Oil dropped well over a dollar to below $62 a barrel on Wednesday, placing it on course for a sixth consecutive fall and the longest losing streak since mid-December, after U.S. data showed a big rise in fuel stocks.

An OPEC report predicting it could take years for demand for its crude to recover from the financial crisis added to bearish sentiment.

U.S. light crude for August delivery dropped $1.24 to $61.69 a barrel by 1444 GMT. It settled $1.12 lower at 62.93 a barrel on Tuesday, ending a fifth straight day of losses.

London Brent crude fell $1.15 to $62.08.

U.S. government weekly data showed gasoline stocks had risen by 1.9 million barrels, more than expectations for a 600,000 barrel increase.

Distillate stocks, including diesel, climbed by 3.7 million barrels, compared with an expected two million barrel rise. They stood at their highest level in nearly 25 years.

Figures from the American Petroleum Institute (API) late on Tuesday also showed distillate stocks and gasoline stocks had risen more than expected.

It looked like gasoline demand had started to get better and now suddenly looks bad. It could be for a couple of reasons: it could be a price response or it could just be that the economy is just not out of the woods yet, said Tony Nunan, risk manager at Mitsubishi Corp in Tokyo.

Oil prices have dropped from peaks above $70 a barrel last month, the highest this year, as expectations of an early economic recovery have faltered and U.S. fuel stocks have risen in line with subdued demand.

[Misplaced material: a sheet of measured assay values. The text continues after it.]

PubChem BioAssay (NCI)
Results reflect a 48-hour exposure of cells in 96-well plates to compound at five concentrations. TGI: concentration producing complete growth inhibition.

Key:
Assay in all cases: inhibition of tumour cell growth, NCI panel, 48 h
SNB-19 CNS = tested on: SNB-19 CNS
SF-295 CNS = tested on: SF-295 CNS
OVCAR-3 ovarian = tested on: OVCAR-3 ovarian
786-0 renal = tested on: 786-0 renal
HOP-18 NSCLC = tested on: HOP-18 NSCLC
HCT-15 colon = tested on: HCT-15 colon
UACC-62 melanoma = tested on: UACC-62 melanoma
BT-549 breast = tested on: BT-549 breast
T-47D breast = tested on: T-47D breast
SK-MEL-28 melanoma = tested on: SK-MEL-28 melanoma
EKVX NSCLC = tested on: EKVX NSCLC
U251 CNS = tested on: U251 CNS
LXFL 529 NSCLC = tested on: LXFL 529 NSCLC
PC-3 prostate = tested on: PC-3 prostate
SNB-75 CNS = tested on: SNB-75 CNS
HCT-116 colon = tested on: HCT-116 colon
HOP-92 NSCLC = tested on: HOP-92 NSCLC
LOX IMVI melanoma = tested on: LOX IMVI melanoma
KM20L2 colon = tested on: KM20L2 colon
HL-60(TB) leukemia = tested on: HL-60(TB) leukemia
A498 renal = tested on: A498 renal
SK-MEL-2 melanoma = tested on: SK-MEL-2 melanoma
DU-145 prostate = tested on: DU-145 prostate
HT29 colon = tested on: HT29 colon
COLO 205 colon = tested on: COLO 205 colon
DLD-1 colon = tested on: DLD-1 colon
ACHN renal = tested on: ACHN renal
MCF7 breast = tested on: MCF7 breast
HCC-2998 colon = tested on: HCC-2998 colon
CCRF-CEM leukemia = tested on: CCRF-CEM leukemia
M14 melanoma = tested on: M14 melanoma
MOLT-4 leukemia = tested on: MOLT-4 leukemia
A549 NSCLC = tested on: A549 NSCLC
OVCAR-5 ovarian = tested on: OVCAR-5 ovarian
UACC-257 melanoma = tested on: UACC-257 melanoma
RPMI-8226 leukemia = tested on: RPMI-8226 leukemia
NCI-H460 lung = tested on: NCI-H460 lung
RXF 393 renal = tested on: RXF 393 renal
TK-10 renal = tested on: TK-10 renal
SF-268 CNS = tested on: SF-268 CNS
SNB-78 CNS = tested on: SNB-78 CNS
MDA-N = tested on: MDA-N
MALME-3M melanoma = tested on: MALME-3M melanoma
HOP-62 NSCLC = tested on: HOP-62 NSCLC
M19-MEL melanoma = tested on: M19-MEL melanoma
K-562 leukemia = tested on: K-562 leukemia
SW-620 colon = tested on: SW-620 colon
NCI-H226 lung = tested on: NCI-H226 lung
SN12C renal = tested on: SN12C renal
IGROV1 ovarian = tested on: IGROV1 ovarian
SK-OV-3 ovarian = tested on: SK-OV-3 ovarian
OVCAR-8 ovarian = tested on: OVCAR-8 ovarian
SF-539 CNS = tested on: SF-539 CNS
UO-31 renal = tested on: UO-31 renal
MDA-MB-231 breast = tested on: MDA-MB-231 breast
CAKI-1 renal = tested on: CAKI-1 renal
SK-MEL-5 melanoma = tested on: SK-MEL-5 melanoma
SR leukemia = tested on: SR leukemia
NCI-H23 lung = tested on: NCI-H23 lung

The market was also monitoring the meeting of the Group of Eight major industrialized nations in the central Italian city of L'Aquila, which continues until Friday.

Oil analysts largely dismissed the G8 calls for reduced volatility in energy markets.

They said a statement from U.S. regulator the CFTC this week that it was considering tougher position limits to try to curb speculation was far more significant. It could add to selling pressure, although it would take months for any regulatory changes to take effect, they said.

It does dampen sentiment, said Mike Wittner of Societe Generale.

Analysts said the impact would be greater on U.S. crude than on the European benchmark Brent, which is mostly overseen by British regulator the FSA.

Brent's current premium to U.S. crude could also be explained by the disruption of supplies of Nigerian oil, which has helped to boost other Atlantic basin crudes, including Brent.

Nigeria's most prominent militant group said on Wednesday it had sabotaged oil pipelines, as it deepened a six-week long offensive against Africa's biggest energy industry.

The enforced shut-in of Nigerian crude has helped to tighten supplies from the Organization of the Petroleum Exporting Countries.

Discipline from the group has lapsed and compliance with agreed output curbs has been estimated at around 75 percent, down from peaks of roughly 80 percent earlier this year.

OPEC's 2009 World Oil Outlook released on Wednesday said consumption of its crude would not return to 31 million barrels per day (bpd), the level it averaged in 2008 before the economic crisis cut oil use, until 2013.

In the medium term, consumption would fall to 84.2 million bpd this year from 85.6 million bpd last year, and rise to 87.9 million bpd by 2013, the report said. The 2013 figure was 5.7 million bpd less than previously expected.

(Additional reporting by Maryelle Demongeot in Singapore; editing by James Jukwey)